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July 11 @ 7:30 pm - 9:30 pm
Lila Savage discusses her new novel, Say Say Say.
Praise for Say Say Say
“I cannot think when I Iast read a novel which moved me so deeply. Savage is almost supernaturally alert to the little gestures and transactions we all make as we negotiate our place in the world, and our relations to each other. Her approach is both unflinching and extraordinarily tender, so that I came away feeling I had undergone an examination which was somehow both painful and kind. I loved it, and it has remained with me in a way few other books have ever done.”
—Sarah Perry, author of The Essex Serpent
“Powerful, thought-provoking—an impressive and affecting debut that had me reflecting on compassion, gender roles—and what it means to love.”
—Claire Fuller, author of Swimming Lessons
“A gem of a book. A lyrical, tender, and profoundly insightful dive into the act of caregiving and its highly charged nexus of love, duty, and longing. Lila Savage is an enormous talent; Say Say Say is a mesmerizing tour de force.”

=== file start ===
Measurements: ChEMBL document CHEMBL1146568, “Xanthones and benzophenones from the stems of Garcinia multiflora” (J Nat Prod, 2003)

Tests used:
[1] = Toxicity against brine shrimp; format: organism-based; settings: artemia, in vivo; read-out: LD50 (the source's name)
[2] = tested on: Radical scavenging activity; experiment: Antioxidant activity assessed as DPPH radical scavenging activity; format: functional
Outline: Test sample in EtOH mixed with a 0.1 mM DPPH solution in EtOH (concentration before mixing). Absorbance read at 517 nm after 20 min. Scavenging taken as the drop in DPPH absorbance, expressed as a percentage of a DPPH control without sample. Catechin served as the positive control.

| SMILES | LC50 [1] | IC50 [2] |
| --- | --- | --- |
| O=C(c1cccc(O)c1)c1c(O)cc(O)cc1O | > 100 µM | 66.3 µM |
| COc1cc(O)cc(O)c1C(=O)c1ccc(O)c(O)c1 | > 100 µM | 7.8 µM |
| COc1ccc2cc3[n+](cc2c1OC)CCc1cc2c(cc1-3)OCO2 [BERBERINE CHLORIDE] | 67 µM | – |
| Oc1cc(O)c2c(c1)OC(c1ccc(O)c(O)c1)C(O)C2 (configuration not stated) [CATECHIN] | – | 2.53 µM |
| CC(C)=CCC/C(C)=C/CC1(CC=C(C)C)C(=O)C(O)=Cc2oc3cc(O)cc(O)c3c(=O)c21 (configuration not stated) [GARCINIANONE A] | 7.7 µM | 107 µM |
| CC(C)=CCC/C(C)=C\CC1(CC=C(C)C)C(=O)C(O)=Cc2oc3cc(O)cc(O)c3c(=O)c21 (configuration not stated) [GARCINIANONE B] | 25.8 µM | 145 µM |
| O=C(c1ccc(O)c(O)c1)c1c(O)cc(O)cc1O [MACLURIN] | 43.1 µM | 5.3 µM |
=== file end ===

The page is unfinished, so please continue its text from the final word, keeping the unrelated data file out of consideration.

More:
—Abraham Verghese, author of Cutting for Stone
About Say Say Say
Ella is nearing thirty, and not yet living the life she imagined. Her artistic ambitions as a student in Minnesota have given way to an unintended career in caregiving. One spring, Bryn–a retired carpenter–hires her to help him care for Jill, his wife of many years. A car accident caused a brain injury that has left Jill verbally diminished; she moves about the house like a ghost of her former self, often able to utter, like an incantation, only the words that comprise this novel’s title.
As Ella is drawn ever deeper into the couple’s household, her presence unwanted but wholly necessary, she is profoundly moved by the tenderness Bryn shows toward the wife he still fiercely loves. Ella is startled by the yearning this awakens in her, one that complicates her feelings for her girlfriend, Alix, and causes her to look at relationships of all kinds–between partners, between employer and employee, and above all between men and women–in new ways.
Tightly woven, humane and insightful, tracing unflinchingly the most intimate reaches of a young woman’s heart and mind, Say Say Say is a riveting story about what it means to love, in a world where time is always running out.